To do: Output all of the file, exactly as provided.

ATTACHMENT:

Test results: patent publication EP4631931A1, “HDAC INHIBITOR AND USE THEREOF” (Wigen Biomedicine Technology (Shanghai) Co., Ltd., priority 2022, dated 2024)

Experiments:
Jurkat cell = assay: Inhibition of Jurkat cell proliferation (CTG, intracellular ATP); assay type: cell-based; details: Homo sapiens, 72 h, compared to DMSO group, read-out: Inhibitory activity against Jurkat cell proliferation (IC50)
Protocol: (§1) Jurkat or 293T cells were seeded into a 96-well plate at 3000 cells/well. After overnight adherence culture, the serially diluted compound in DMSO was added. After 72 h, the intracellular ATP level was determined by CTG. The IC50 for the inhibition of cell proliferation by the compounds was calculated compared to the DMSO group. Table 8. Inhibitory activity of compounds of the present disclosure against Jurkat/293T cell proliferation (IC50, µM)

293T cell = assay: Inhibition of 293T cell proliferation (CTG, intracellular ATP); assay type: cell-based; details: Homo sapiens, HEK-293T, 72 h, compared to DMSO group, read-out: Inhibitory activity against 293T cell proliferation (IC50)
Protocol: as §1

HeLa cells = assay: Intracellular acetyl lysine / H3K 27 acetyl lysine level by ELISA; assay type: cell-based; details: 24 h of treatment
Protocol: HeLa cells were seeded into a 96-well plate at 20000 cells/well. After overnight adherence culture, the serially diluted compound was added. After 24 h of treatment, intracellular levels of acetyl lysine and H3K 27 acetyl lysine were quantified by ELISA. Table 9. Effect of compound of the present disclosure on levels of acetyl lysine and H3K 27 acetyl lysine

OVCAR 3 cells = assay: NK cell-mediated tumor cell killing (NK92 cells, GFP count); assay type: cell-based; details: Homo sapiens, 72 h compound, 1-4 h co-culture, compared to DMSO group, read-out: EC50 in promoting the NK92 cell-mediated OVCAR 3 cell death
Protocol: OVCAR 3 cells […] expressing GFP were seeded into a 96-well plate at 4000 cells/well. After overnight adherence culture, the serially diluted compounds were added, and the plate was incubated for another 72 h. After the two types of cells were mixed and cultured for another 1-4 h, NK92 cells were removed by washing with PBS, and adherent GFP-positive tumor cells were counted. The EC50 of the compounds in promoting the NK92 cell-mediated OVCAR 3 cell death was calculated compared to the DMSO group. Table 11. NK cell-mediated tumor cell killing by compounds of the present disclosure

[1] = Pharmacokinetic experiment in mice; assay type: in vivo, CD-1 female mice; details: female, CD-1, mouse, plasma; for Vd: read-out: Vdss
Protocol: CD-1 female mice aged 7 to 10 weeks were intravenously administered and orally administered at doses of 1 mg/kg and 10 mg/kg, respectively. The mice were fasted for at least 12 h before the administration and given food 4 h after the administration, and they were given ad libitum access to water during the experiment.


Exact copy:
Test results: patent publication EP4631931A1, “HDAC INHIBITOR AND USE THEREOF” (Wigen Biomedicine Technology (Shanghai) Co., Ltd., priority 2022, dated 2024)

Experiments:
Jurkat cell = assay: Inhibition of Jurkat cell proliferation (CTG, intracellular ATP); assay type: cell-based; details: Homo sapiens, 72 h, compared to DMSO group, read-out: Inhibitory activity against Jurkat cell proliferation (IC50)
Protocol: (§1) Jurkat or 293T cells were seeded into a 96-well plate at 3000 cells/well. After overnight adherence culture, the serially diluted compound in DMSO was added. After 72 h, the intracellular ATP level was determined by CTG. The IC50 for the inhibition of cell proliferation by the compounds was calculated compared to the DMSO group. Table 8. Inhibitory activity of compounds of the present disclosure against Jurkat/293T cell proliferation (IC50, µM)

293T cell = assay: Inhibition of 293T cell proliferation (CTG, intracellular ATP); assay type: cell-based; details: Homo sapiens, HEK-293T, 72 h, compared to DMSO group, read-out: Inhibitory activity against 293T cell proliferation (IC50)
Protocol: as §1

HeLa cells = assay: Intracellular acetyl lysine / H3K 27 acetyl lysine level by ELISA; assay type: cell-based; details: 24 h of treatment
Protocol: HeLa cells were seeded into a 96-well plate at 20000 cells/well. After overnight adherence culture, the serially diluted compound was added. After 24 h of treatment, intracellular levels of acetyl lysine and H3K 27 acetyl lysine were quantified by ELISA. Table 9. Effect of compound of the present disclosure on levels of acetyl lysine and H3K 27 acetyl lysine

OVCAR 3 cells = assay: NK cell-mediated tumor cell killing (NK92 cells, GFP count); assay type: cell-based; details: Homo sapiens, 72 h compound, 1-4 h co-culture, compared to DMSO group, read-out: EC50 in promoting the NK92 cell-mediated OVCAR 3 cell death
Protocol: OVCAR 3 cells […] expressing GFP were seeded into a 96-well plate at 4000 cells/well. After overnight adherence culture, the serially diluted compounds were added, and the plate was incubated for another 72 h. After the two types of cells were mixed and cultured for another 1-4 h, NK92 cells were removed by washing with PBS, and adherent GFP-positive tumor cells were counted. The EC50 of the compounds in promoting the NK92 cell-mediated OVCAR 3 cell death was calculated compared to the DMSO group. Table 11. NK cell-mediated tumor cell killing by compounds of the present disclosure

[1] = Pharmacokinetic experiment in mice; assay type: in vivo, CD-1 female mice; details: female, CD-1, mouse, plasma; for Vd: read-out: Vdss
Protocol: CD-1 female mice aged 7 to 10 weeks were intravenously administered and orally administered at doses of 1 mg/kg and 10 mg/kg, respectively. The mice were fasted for at least 12 h before the administration and given food 4 h after the administration, and they were given ad libitum access to water during the experiment.